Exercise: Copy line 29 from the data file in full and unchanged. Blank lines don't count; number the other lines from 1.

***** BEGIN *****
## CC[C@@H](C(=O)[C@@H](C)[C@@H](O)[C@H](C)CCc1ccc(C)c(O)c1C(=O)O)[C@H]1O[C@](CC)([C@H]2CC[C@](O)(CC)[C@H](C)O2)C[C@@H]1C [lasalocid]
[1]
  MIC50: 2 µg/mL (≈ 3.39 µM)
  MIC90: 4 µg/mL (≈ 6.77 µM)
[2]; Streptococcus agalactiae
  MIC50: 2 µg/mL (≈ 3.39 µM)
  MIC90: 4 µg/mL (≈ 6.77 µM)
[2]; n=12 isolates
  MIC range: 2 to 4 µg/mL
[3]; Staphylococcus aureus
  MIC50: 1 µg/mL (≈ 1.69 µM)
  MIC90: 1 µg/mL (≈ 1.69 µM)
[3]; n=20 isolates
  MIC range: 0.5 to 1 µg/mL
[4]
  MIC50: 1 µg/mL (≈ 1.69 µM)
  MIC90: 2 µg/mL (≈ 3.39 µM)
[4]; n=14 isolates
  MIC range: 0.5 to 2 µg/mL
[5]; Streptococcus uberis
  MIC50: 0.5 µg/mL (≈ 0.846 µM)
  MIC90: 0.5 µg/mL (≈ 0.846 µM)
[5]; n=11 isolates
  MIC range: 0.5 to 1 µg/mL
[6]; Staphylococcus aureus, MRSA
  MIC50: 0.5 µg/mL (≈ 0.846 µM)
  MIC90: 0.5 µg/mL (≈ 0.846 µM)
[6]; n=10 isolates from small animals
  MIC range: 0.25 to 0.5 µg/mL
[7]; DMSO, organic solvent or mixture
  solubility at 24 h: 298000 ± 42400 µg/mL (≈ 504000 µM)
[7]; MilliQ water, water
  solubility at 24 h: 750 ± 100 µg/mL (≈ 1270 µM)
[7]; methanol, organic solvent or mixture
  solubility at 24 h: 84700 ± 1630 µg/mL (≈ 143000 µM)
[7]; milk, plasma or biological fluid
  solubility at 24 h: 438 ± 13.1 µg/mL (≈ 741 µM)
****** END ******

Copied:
  MIC range: 0.25 to 0.5 µg/mL